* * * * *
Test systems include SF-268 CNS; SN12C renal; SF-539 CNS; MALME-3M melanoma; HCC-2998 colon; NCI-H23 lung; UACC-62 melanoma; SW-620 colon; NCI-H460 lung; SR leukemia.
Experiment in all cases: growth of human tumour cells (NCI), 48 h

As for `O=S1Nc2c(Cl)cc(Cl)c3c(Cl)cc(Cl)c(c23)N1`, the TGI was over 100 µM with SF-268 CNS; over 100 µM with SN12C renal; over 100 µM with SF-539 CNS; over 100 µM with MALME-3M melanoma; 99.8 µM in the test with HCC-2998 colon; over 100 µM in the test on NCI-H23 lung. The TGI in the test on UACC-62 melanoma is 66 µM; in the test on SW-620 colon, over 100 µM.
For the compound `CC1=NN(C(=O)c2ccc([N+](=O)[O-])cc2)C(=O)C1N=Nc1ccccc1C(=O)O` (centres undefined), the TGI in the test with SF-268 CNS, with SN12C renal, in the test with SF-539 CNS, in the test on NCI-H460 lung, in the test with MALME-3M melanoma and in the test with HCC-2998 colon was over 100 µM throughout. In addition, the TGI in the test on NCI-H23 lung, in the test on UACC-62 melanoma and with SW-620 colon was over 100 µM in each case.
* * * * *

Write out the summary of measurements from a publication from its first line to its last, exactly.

Test systems include SF-268 CNS; SN12C renal; SF-539 CNS; MALME-3M melanoma; HCC-2998 colon; NCI-H23 lung; UACC-62 melanoma; SW-620 colon; NCI-H460 lung; SR leukemia.
Experiment in all cases: growth of human tumour cells (NCI), 48 h

As for `O=S1Nc2c(Cl)cc(Cl)c3c(Cl)cc(Cl)c(c23)N1`, the TGI was over 100 µM with SF-268 CNS; over 100 µM with SN12C renal; over 100 µM with SF-539 CNS; over 100 µM with MALME-3M melanoma; 99.8 µM in the test with HCC-2998 colon; over 100 µM in the test on NCI-H23 lung. The TGI in the test on UACC-62 melanoma is 66 µM; in the test on SW-620 colon, over 100 µM.
For the compound `CC1=NN(C(=O)c2ccc([N+](=O)[O-])cc2)C(=O)C1N=Nc1ccccc1C(=O)O` (centres undefined), the TGI in the test with SF-268 CNS, with SN12C renal, in the test with SF-539 CNS, in the test on NCI-H460 lung, in the test with MALME-3M melanoma and in the test with HCC-2998 colon was over 100 µM throughout. In addition, the TGI in the test on NCI-H23 lung, in the test on UACC-62 melanoma and with SW-620 colon was over 100 µM in each case.